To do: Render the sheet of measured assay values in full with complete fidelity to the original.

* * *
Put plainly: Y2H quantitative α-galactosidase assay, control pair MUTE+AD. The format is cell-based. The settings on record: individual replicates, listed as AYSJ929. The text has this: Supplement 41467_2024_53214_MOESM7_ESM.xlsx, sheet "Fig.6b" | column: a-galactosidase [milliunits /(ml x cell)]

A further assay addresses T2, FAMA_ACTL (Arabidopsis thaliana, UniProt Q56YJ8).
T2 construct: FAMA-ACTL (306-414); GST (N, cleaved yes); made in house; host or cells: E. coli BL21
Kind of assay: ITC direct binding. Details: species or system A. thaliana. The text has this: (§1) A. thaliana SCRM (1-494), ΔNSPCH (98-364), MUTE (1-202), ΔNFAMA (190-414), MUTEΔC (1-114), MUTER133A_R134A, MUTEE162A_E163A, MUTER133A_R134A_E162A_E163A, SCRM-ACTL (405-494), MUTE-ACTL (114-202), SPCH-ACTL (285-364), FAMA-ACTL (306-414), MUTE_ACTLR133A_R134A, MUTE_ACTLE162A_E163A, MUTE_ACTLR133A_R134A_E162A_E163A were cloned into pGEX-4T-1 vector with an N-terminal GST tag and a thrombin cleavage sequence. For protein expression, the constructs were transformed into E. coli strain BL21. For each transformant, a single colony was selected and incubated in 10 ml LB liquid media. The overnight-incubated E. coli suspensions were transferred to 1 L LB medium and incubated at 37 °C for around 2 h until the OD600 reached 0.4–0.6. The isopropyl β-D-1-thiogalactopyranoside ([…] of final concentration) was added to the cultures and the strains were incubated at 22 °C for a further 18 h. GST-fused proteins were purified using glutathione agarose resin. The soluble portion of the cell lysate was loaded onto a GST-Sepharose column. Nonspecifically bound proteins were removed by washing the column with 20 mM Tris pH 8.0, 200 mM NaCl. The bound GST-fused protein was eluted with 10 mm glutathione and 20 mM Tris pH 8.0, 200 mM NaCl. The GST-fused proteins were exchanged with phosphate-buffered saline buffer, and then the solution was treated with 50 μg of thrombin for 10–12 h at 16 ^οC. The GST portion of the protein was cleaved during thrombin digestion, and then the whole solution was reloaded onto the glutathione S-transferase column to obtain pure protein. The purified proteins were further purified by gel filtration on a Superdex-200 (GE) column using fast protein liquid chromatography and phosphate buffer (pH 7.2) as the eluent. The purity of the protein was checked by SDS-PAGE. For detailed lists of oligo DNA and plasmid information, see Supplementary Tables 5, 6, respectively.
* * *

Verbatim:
Put plainly: Y2H quantitative α-galactosidase assay, control pair MUTE+AD. The format is cell-based. The settings on record: individual replicates, listed as AYSJ929. The text has this: Supplement 41467_2024_53214_MOESM7_ESM.xlsx, sheet "Fig.6b" | column: a-galactosidase [milliunits /(ml x cell)]

A further assay addresses T2, FAMA_ACTL (Arabidopsis thaliana, UniProt Q56YJ8).
T2 construct: FAMA-ACTL (306-414); GST (N, cleaved yes); made in house; host or cells: E. coli BL21
Kind of assay: ITC direct binding. Details: species or system A. thaliana. The text has this: (§1) A. thaliana SCRM (1-494), ΔNSPCH (98-364), MUTE (1-202), ΔNFAMA (190-414), MUTEΔC (1-114), MUTER133A_R134A, MUTEE162A_E163A, MUTER133A_R134A_E162A_E163A, SCRM-ACTL (405-494), MUTE-ACTL (114-202), SPCH-ACTL (285-364), FAMA-ACTL (306-414), MUTE_ACTLR133A_R134A, MUTE_ACTLE162A_E163A, MUTE_ACTLR133A_R134A_E162A_E163A were cloned into pGEX-4T-1 vector with an N-terminal GST tag and a thrombin cleavage sequence. For protein expression, the constructs were transformed into E. coli strain BL21. For each transformant, a single colony was selected and incubated in 10 ml LB liquid media. The overnight-incubated E. coli suspensions were transferred to 1 L LB medium and incubated at 37 °C for around 2 h until the OD600 reached 0.4–0.6. The isopropyl β-D-1-thiogalactopyranoside ([…] of final concentration) was added to the cultures and the strains were incubated at 22 °C for a further 18 h. GST-fused proteins were purified using glutathione agarose resin. The soluble portion of the cell lysate was loaded onto a GST-Sepharose column. Nonspecifically bound proteins were removed by washing the column with 20 mM Tris pH 8.0, 200 mM NaCl. The bound GST-fused protein was eluted with 10 mm glutathione and 20 mM Tris pH 8.0, 200 mM NaCl. The GST-fused proteins were exchanged with phosphate-buffered saline buffer, and then the solution was treated with 50 μg of thrombin for 10–12 h at 16 ^οC. The GST portion of the protein was cleaved during thrombin digestion, and then the whole solution was reloaded onto the glutathione S-transferase column to obtain pure protein. The purified proteins were further purified by gel filtration on a Superdex-200 (GE) column using fast protein liquid chromatography and phosphate buffer (pH 7.2) as the eluent. The purity of the protein was checked by SDS-PAGE. For detailed lists of oligo DNA and plasmid information, see Supplementary Tables 5, 6, respectively.